Glaring Alimony Questions Loom in the Wake of Same-Sex Marriage Decision
When the Supreme Court ruled last month that same-sex marriage would be the law of the land, it was indeed a positive step for human rights and the recognition of universal love between two consenting adults. When all the celebrations and political back-and- forth is over, however, there are bound to be real concerns with regard to this largely unregulated legal frontier. If there’s one thing that has been learned about marriage is that it is often immediately followed by divorce – not everybody lives happily ever after.
Alimony is usually calculated based on marriage length and the amount of time one spouse has been financially dependent on the other. The laws have always mentioned spouses, not partners – for obvious reasons. The longest amount of time same sex couples could be legally married in New Jersey is less than two. (Same sex marriage has been legal in New Jersey since the fall of 2013.) Therefore, even if a same-sex couple has been together for 20 years and just recently tied the knot, the time they spent together prior to their marriage is not recognized under current law. This means that same-sex divorcees who have been economically dependent on their spouse for years can wind up being left out in the cold, facing financial hardship once the divorce papers are signed.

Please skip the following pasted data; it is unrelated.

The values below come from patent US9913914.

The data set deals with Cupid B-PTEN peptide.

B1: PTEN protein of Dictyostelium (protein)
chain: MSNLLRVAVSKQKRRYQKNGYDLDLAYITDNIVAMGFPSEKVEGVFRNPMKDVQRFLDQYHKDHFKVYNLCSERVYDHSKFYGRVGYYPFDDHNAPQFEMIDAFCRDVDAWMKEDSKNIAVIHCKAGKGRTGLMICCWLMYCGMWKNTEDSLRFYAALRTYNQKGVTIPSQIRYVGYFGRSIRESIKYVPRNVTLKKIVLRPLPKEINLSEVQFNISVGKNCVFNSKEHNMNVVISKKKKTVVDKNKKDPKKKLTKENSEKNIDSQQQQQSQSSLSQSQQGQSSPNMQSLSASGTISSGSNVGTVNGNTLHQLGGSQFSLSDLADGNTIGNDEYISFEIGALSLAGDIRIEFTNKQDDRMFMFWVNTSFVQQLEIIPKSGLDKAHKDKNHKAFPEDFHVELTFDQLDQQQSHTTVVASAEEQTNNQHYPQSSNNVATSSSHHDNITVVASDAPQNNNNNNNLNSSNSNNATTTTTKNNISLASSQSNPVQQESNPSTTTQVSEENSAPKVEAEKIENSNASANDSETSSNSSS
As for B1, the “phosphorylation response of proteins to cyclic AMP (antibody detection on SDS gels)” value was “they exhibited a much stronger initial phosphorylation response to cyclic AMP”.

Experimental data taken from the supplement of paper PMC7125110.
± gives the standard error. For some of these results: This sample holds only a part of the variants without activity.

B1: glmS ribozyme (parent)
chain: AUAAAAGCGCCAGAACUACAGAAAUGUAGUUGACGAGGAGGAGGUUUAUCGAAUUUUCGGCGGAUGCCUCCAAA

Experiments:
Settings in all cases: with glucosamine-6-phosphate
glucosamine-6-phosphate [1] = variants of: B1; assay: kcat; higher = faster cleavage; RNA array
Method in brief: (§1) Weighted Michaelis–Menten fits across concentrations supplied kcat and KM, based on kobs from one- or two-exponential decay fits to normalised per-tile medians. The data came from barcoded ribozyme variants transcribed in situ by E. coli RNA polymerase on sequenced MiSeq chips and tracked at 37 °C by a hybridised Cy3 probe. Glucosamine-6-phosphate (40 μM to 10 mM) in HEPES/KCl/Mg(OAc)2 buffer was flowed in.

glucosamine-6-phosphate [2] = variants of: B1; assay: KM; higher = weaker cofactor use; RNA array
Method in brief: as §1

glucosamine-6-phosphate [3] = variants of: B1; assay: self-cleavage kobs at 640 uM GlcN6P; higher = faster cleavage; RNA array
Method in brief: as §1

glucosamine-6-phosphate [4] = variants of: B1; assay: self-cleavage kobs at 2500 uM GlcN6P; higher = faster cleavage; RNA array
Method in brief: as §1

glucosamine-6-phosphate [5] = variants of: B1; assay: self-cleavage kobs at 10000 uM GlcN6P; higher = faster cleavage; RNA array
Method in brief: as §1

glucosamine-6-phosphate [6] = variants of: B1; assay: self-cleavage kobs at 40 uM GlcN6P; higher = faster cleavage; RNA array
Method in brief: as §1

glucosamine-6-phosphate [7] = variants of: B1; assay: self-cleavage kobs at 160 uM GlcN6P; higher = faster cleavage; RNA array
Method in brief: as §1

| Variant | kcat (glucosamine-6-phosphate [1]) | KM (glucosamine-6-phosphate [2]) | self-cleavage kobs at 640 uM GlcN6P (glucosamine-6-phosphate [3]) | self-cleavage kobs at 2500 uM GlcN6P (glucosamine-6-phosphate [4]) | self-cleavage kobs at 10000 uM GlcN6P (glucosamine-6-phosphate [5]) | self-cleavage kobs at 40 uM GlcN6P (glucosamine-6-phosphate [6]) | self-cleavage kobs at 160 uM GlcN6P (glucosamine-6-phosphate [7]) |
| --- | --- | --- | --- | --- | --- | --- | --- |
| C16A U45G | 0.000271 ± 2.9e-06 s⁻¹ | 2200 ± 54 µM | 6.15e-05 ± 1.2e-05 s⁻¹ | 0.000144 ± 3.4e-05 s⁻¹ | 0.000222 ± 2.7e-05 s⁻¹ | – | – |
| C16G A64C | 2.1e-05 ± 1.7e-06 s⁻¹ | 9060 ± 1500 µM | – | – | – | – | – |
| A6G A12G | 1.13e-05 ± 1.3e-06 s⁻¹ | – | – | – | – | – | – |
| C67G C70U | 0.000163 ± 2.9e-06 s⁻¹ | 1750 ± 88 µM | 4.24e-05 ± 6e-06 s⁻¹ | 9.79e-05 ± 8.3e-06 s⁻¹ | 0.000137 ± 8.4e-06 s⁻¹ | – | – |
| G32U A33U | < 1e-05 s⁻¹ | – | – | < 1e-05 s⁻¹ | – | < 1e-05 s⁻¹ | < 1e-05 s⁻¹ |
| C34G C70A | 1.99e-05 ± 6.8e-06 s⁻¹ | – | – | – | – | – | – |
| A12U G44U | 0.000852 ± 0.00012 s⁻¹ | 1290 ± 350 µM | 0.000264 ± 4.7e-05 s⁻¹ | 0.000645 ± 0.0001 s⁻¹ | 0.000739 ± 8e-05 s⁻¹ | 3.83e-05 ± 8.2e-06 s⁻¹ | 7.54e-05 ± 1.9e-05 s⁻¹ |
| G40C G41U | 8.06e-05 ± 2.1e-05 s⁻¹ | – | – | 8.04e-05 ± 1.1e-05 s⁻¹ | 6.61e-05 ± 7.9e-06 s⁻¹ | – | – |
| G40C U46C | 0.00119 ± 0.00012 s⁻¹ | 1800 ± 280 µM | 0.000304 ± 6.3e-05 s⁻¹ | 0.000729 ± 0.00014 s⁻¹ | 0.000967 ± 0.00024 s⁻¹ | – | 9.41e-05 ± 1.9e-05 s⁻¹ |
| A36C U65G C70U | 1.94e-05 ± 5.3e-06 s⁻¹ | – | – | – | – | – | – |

There may also be questions regarding the separation of assets, co-habitation, child custody and a slew of other legal matters with which the law has yet to catch up. The bottom line is that if you’re in a same-sex marriage and are filing for divorce, you need an experienced and qualified attorney to help guide you through the process to ensure you get fair and equitable treatment. While the Court has granted equal marrying rights to everyone, many states and municipalities are still bound to fumble with the realities of this new ruling.
For many years, Graziano & Flynn has been helping clients move through their divorces in minimal time and without collateral damage. Contact us today for a free consultation so we can begin to protect your interests regarding spousal support, child custody and more.